Superlative Spending, Plummeting Petrol & Marital Money
Consumer spending increased 0.4% in November, the ninth straight monthly rise. From 11/1/18-12/24/18 sales rose 5.1% Y-o-Y. Wages are up 3%/year, the fastest pace in over a decade. Moreover, capital expenditures by firms, while not growing, are not meaningfully declining. Lastly, government spending, despite the shutdown, will remain a positive force. Unless market turmoil causes consumers, the growth driver of the US economy in 2019, to curtail spending, we’re OK.
As recently as 2010, cheap oil was great for the US as oil production was low. However, due to fracking, US production has doubled since 2010 to 11.6 million bbl/day. Lower prices reduce corporate investment which leads to reduced employment. But due to productivity gains, oil field expenditures have declined along with employment; from 200,000 persons in 2014 to 150,000 today. Today, net net, cheaper oil is a mild stimulant.
While unionization has always been low in the US compared to other advanced democracies, trends are similar. Back in 1980, the unionization rate in OECD nations was about 50%; it’s now 18%. In the US, the rate has fallen from over 30% in 1960 to 10% today. Why? Better pay and working conditions, and a reduction in capital-intensive industries like mining, manufacturing, and newspapers, where workers have leverage over employers.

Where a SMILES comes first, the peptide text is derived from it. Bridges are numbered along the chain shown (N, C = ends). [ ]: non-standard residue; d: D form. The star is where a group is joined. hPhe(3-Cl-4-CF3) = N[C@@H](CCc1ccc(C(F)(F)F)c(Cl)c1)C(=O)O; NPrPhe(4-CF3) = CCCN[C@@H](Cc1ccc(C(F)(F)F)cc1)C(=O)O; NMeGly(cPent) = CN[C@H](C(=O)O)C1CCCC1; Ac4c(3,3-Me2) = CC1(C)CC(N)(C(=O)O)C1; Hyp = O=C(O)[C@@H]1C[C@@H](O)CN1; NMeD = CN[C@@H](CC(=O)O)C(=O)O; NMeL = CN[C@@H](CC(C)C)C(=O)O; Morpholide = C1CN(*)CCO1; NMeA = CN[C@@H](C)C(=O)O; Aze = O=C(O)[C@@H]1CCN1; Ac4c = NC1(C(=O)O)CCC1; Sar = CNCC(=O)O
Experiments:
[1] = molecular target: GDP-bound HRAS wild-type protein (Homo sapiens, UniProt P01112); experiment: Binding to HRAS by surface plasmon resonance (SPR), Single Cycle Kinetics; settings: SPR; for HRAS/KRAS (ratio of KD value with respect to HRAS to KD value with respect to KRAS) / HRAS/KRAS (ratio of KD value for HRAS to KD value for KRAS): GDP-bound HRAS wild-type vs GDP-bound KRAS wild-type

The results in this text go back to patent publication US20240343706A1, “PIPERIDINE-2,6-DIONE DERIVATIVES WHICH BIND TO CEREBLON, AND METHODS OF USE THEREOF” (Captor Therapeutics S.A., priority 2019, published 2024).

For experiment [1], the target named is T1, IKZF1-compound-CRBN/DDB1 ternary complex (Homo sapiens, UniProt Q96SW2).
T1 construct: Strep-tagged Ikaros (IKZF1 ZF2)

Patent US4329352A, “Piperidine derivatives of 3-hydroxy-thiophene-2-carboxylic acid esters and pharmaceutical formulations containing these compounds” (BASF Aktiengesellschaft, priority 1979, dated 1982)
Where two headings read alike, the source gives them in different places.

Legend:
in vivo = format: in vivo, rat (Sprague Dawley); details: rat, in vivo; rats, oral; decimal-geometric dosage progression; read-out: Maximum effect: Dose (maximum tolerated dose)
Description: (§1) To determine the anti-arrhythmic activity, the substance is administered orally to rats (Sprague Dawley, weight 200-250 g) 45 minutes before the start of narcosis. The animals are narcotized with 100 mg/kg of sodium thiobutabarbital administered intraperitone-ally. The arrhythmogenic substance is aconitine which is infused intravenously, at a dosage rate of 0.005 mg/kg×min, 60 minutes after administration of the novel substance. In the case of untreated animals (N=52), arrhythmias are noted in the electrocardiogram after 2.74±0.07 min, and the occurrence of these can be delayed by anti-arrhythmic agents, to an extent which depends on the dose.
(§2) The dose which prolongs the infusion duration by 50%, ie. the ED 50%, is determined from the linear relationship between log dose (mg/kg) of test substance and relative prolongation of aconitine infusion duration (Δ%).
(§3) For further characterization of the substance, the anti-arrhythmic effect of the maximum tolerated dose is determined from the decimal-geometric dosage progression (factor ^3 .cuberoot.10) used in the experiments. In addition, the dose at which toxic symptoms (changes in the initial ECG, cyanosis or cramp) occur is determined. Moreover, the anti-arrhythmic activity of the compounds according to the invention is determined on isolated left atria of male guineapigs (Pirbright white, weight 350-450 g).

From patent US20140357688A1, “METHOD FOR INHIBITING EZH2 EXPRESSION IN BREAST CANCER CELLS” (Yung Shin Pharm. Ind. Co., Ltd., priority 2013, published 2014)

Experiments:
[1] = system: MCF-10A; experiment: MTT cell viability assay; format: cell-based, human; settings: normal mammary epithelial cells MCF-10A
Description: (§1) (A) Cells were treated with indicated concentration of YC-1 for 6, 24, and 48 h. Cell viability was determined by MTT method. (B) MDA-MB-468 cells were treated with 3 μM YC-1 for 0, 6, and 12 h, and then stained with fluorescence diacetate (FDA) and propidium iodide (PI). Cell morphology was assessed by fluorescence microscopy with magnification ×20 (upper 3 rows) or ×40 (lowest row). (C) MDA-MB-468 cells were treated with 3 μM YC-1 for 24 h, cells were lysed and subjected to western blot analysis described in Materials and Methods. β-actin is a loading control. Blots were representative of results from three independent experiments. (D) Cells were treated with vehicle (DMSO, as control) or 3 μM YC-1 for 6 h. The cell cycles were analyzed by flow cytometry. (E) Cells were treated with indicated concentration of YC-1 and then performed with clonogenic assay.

In China, the key private sector index that looks at manufacturing showed activity shrinking in November, the first time since 5/17, and the official government index showed the same, the first time since 2/16. Here in the US, all five Federal Reserve manufacturing indices (Dallas, Kansas City, New York, Philadelphia and Richmond) weakened in November; two shrank. Nothing ominous here, the service sector is fine, but manufacturing growth is slipping.
Pending home sales have declined Y-o-Y for 11 straight months, existing sales peaked in 11/17, existing inventory has been rising Y-o-Y for four straight months, and appreciation has been slowing for six straight months. Starts have been flat since 11/16, new sales have been falling since 11/17, and new inventory has risen from 4.9 months in 11/17 to 7.4. In 2019, starts and sales steady, appreciation slows, and inventories rise.
While wages of men and women with at least a HS diploma are similar early in life, they diverge dramatically with age. The gap peaks at about age 50 with men earning about $76,000/year and women earning about $49,000/year. However, at all ages there is no gap between single women, single men and married women. Married men, however, earn much more and are the cause of the entire gap.
Source: Elliot Eisenberg, PhD., Chief Economist for GraphsandLaughs, LLC, an economic consulting firm serving a variety of clients across the United States. All rights reserved.